"I don’t know life without diabetes: I was diagnosed with the condition as a baby in Canada, about 80 years ago, and was lucky enough to have been put under the care of Dr. Banting, one of the discoverers of insulin, who put me straight onto insulin injections.
In those days, not many people knew anything about diabetes so I say I was lucky because I was in the right place at the right time to have been treated by someone at the forefront of diabetes treatments. At that time, we lived on a ranch in rural Canada so we got to the local hospital by kayak and it took us more than a day to get to Toronto hospital by train.
Coming to the UK
My mother used to give me my injections until I was old enough to do it myself. In 1937, when I was nearly seven, we came to the UK as my parents wanted me to have a British education. I was the first child to be treated by RD Lawrence at King’s College Hospital. Lawrence, who had just a few years earlier founded the Diabetic Association (which later became Diabetes UK), was a real character; he would inject himself in front of me in his office during consultations. He always looked very smart in a morning suit and would have a snack on his desk in case he needed it to give him a boost.
Growing up, I never let diabetes get in the way of anything. My mother was particularly keen for me to be a normal little girl and not be seen as an invalid. I played tennis doubles for my school and my teachers would leave a snack at the net just in case I started to feel woozy! When I think about it now, they were very understanding.
"I had to sharpen the needles myself"
Of course, taking insulin in those days was a very different affair to nowadays. I injected myself with reusable glass and metal syringes and would have to sharpen the needles myself. In fact, I continued to use these same old-fashioned syringes up until about five years ago – I suppose it was just what I was used to!
Through my connections at King’s, I went on to become a senior cardiac technician, working until only a few years ago. As well as seeing changes in the treatment of diabetes over the years, I also saw a lot of medical advances through working in hospitals – I saw the introduction of ECGs and open heart surgery right from the front line.
"In those days it was normal procedure"
My husband of nearly 50 years, Ray, and I had a healthy son born at King’s. In those days it was normal procedure for pregnant ladies with diabetes to have a Caesarean around six weeks before the natural due date, as there was a worry that the babies would be too big at birth otherwise. Apart from that, I can’t remember any special monitoring or treatment for my diabetes during pregnancy. And I was back to work just three weeks after the birth!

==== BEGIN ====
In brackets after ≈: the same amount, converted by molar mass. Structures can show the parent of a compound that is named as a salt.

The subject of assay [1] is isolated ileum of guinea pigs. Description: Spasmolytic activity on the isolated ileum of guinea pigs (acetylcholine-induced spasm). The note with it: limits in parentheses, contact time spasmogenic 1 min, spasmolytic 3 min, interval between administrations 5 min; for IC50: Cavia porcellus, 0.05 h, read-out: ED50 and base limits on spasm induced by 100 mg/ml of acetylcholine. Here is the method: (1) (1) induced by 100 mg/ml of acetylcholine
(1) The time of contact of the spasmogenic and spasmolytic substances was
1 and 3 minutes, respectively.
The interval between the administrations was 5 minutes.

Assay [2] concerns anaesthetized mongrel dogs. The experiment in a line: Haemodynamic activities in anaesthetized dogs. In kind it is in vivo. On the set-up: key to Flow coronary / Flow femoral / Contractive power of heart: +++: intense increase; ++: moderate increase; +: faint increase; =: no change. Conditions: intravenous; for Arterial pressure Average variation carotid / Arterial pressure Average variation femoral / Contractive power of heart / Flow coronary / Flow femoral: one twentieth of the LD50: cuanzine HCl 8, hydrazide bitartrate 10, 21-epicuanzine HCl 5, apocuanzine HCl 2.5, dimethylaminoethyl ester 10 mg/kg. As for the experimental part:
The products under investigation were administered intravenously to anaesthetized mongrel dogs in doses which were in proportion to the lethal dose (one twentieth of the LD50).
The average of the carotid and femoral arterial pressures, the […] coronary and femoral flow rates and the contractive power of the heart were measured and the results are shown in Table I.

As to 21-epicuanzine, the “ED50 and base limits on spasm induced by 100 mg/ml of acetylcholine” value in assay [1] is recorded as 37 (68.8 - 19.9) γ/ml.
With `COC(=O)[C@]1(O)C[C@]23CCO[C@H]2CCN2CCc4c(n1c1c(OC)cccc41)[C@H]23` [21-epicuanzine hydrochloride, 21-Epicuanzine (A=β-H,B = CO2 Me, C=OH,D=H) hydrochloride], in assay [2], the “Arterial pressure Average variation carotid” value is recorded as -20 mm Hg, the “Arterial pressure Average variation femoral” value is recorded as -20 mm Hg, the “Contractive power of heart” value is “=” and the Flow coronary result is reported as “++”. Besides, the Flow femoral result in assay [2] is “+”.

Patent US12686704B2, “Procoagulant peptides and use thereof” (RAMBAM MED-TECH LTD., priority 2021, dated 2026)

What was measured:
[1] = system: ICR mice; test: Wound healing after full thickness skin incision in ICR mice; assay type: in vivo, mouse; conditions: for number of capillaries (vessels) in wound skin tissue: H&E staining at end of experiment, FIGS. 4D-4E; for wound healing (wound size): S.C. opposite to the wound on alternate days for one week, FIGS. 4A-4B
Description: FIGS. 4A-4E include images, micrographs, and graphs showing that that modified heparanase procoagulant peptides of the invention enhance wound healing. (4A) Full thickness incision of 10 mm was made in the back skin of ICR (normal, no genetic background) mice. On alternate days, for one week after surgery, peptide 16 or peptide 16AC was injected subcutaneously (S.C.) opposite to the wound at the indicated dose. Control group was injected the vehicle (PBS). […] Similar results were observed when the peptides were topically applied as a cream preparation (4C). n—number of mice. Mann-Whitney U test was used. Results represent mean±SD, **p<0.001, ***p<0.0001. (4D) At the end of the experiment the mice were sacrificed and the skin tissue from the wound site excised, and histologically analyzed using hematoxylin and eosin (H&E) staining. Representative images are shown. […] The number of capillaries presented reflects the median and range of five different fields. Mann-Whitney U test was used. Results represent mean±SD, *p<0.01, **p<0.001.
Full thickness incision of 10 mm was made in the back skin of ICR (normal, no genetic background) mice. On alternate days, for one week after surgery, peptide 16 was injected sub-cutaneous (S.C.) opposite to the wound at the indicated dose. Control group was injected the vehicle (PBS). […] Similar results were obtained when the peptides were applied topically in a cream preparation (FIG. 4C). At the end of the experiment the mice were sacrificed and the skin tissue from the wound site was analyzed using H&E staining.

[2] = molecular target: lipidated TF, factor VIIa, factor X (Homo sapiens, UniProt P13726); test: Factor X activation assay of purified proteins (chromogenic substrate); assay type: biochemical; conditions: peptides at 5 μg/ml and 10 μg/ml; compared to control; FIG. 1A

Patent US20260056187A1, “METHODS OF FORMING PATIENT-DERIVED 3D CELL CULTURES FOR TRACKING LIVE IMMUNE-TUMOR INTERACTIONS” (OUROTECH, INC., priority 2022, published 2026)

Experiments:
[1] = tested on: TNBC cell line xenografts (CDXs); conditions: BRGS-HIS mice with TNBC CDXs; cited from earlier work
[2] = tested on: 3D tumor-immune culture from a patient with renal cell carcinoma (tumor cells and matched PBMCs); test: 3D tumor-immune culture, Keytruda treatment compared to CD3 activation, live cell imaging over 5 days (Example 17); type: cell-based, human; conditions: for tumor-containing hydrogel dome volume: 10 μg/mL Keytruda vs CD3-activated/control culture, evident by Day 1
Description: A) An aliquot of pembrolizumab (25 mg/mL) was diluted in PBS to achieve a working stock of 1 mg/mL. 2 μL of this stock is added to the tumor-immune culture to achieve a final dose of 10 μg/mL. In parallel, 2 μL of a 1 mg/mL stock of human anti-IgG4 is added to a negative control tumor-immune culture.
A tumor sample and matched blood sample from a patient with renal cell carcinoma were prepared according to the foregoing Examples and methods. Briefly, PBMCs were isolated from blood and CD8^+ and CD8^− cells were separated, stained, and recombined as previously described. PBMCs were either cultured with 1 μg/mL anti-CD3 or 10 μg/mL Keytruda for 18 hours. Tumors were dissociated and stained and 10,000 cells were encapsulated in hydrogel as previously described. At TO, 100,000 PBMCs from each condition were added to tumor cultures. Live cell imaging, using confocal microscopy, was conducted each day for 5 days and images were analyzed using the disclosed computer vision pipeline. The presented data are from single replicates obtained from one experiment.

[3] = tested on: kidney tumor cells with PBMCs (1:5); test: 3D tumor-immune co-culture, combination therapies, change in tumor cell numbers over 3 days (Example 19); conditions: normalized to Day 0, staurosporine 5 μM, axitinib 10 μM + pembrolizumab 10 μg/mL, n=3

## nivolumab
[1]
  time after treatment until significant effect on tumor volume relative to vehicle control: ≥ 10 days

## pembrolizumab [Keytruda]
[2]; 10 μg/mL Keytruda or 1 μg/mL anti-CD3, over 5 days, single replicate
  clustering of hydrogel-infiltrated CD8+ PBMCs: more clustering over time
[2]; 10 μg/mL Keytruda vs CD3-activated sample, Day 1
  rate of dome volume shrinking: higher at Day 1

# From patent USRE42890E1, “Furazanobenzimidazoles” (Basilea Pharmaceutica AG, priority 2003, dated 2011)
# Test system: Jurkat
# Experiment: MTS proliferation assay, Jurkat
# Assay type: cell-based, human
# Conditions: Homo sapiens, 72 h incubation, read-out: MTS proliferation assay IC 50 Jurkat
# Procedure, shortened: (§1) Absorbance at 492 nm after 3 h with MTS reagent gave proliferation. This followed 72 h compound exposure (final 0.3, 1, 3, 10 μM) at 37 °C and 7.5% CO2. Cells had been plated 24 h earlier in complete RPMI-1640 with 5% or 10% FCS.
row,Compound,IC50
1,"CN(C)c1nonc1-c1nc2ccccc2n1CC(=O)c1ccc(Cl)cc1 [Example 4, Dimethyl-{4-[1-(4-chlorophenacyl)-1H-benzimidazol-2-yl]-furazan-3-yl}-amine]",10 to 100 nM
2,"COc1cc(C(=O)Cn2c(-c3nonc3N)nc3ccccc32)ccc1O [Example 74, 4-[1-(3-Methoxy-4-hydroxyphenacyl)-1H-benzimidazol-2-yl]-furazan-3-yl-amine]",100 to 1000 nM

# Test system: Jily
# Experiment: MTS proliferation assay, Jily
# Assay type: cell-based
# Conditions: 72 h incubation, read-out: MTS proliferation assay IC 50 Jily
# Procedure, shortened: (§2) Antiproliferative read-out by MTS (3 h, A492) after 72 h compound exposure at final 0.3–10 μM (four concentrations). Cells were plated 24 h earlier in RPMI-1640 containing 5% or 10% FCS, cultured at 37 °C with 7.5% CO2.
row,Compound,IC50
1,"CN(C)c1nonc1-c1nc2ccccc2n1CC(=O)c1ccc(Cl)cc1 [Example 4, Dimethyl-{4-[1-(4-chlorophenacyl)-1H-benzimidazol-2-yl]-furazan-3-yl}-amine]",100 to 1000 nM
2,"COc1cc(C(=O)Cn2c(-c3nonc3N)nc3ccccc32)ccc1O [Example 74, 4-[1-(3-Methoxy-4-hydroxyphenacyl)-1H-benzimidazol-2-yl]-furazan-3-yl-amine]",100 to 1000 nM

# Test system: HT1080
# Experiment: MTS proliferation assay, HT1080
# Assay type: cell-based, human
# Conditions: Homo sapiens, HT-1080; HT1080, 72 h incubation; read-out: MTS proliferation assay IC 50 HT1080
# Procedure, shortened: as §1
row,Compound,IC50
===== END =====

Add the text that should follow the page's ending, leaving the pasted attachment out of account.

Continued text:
Healthy eating has always come naturally to me and I’ve never really eaten sweets or chocolate. I do like the treat of a Kit-Kat when I have a hypo though! I’m still surprised at how little people understand diabetes – even people who have it – and how they don’t see how important it is to live a healthy lifestyle.
Up until about three years ago I’d never had any health problems and hadn’t suffered too much with hypos. But then I started to have severe night time hypos – it was a worrying time for me and my husband and a few times we had to have the ambulance come out in the night. When having a hypo one day, I fell and broke my hip and while I was on bed rest I got blood blisters on my heel – I really wasn’t used to sitting still for so long! Unfortunately, this led to the amputation of my lower leg which means I now have to use a wheelchair and have to pay for extra care at home. I can’t ever remember having foot checks and it may be that had I got all the checks I needed I could have been spared the amputation. This year I’ll be having my second ever retinopathy check in all the 80 years I’ve had diabetes.
Insulin pump pays off
I believe I’m the oldest person in England with an insulin pump, which I started using nearly two years ago, and it’s completely changed the way I look after my diabetes. Instead of the extreme swings in my blood glucose levels (I’ve been known to go as low as 1.7 and as high as 30!) and the scary night-time hypos I was having, I now run on an average of 7mmol/l. I’m checking my levels more than I ever have before and it’s obviously paying off – I’ve had almost no hypos since I’ve been on the pump.
I’m convinced that, even though the pump can be expensive for the NHS, it has got to be cheaper than the emergency home visits and hospital appointments I needed for my hypos before. I really believe that anybody who can use a pump should be put on one.
It’s been 90 years since people started using insulin to treat diabetes. It’s certainly kept me alive for over eight of those nine decades and has allowed me to have a family, a career and enjoy life to the full.
On this special anniversary, after living with diabetes for 80 years myself, my message to people with diabetes would be this: do exactly what your diabetes physician tells you to do!"
Words by Sheila Thorn